I can't say that I outgrew gaming, because I didn't, and I doubt I ever will. Nevertheless, as I've gotten older, I've found that I have less and less time for gaming, and not because I'm a busy man- far from it. When I was younger and more friendless, role-playing was the most social outlet I had, but as time passed, more opportunities became available to me, such as writing. I've been writing, so to speak, since I was a bespectacled, seven-year-old towhead, but with age, I've grown to enjoy trying to tell stories on my own, and spend my time with others in different pursuits, many of them far more ridiculous (and, bafflingly, more socially acceptable) than role-playing. I will freely admit that getting drunk and smoking too many cigarettes often has less value of any kind than a night spent spinning tales with the aid of dice, but here I sit with as many, if not more, nights of alcohol-fueled debauchery to my name as gaming sessions, and certainly more than nights or days spent at the keyboard writing. Logic and reason often play a lamentably small role in choices regarding my personal behavior.

It makes sense that different times in one's life call for different pastimes, but in my case time hasn't diminished the allure of my youthful gaming, nor has it removed any tarnish from certain bleak episodes of pseudo-Bukowskian behavior. While only children would consider twenty-five old age, the march of years has become more and more apparent to me: I am getting older, and as I do, I look back upon my childhood with increasing fondness and honesty. In the not-so-distant past, I wished that I could return to the simplicity of eighth grade, when my afternoons and weekends were spent in Ravens Bluff, Waterdeep, and 1920s New York, or, later in life, the quiet suburban home of my dad, a mere stone's throw from where I lived in middle school. It didn't take terribly long to realize that such nostalgia is exactly that, but it did take a while to turn it into something creative, namely Critical Hits. While not a full-blown nostalgia trip, Critical Hits indulges the best aspects of my past, while tempering it with an idealistic vision of the future- not necessarily my future, but one I could envision being a part of. It is only because I drifted away, no matter how reluctantly, from gaming regularly, that Critical Hits, and even Axis Mundi Sum, could exist. (It should be obvious that I don't view role-playing as some sort of detriment to writerly creativity, nor as an insidious anti-social ball and chain. If either of these was the case, I wouldn't have half the friends I do, and I sure as hell wouldn't be writing this column for you, dear readers.)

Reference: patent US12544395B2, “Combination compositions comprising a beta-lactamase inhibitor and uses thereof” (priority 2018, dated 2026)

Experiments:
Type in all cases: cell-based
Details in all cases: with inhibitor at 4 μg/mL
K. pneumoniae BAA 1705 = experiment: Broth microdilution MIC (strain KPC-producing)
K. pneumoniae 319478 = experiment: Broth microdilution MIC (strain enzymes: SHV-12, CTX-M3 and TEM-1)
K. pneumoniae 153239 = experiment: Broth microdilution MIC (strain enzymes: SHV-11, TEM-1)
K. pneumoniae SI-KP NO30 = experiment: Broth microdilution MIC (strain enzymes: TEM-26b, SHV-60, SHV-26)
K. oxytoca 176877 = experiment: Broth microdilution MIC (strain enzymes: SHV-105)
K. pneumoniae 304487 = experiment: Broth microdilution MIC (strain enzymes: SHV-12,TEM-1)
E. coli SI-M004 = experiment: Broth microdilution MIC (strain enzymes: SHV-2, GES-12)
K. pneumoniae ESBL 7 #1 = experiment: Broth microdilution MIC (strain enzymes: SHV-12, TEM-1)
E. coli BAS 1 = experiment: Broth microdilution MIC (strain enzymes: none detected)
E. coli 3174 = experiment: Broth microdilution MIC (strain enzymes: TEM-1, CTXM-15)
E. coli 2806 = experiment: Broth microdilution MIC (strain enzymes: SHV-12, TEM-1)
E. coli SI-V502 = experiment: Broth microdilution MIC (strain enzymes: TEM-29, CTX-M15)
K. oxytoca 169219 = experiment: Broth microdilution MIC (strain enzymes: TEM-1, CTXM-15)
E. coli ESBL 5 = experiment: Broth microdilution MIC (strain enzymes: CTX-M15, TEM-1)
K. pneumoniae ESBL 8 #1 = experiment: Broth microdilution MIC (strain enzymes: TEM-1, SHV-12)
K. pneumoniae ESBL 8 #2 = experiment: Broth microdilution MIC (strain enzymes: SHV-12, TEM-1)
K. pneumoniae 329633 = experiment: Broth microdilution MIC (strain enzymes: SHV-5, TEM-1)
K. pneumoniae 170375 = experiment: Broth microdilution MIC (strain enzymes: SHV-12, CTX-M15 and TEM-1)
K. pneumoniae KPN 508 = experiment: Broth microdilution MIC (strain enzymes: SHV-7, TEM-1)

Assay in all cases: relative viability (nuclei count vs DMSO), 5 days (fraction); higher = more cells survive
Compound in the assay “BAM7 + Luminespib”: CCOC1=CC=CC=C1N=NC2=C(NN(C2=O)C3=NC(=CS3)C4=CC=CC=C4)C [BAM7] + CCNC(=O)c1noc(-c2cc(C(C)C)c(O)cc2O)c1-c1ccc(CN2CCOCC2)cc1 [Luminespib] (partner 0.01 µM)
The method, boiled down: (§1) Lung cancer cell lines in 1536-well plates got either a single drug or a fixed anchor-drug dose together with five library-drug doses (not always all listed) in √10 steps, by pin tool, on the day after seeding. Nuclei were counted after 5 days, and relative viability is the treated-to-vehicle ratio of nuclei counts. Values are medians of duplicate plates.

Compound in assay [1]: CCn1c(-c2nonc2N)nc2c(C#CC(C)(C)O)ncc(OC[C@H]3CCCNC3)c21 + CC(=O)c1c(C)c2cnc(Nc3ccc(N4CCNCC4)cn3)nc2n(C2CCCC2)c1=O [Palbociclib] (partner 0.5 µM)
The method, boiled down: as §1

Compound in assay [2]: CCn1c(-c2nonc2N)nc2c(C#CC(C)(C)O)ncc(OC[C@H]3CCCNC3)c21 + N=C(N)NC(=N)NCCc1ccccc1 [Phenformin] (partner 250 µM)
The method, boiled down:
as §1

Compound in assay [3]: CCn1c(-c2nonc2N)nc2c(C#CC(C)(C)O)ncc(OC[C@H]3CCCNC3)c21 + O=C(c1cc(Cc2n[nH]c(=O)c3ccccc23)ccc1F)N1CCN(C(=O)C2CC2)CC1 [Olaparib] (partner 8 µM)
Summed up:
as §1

Twenty-five. As I've said, it's hardly a ripe old age, but it's nevertheless old enough to make me think. Twenty-five is certainly a lot different than thirteen, or nineteen, or twenty-one, or even twenty-four, at least when you take the time to consider how much you've changed- or, God forbid, stagnated- over the year or years. It's easier to apply smaller increments of time such as months to things outside oneself (a roleplaying campaign, the run of a comic book, a relationship), but that is what makes self-examination so fascinating. Years flow like water, and before you know it, you're floating down an estuary of history; another look back reveals that you're actually in the river of Time itself, and, if you've learned anything, you kick back and enjoy the ride, stopping along the way to take notes, have a drink, or find some folks with whom to temporarily escape it all with a roll of the dice and a turn of the page. Aging, it turns out, is not the tragedy that so many believe it to be.

Take it easy, fellow gamers, writers, dreamers, thinkers, drinkers, and humans, and keep quaffing those potions of longevity. I don't know about yours, but mine tastes like beer.

Dave Smith
dave at axismundisum dot com
http://www.invispress.com/AMS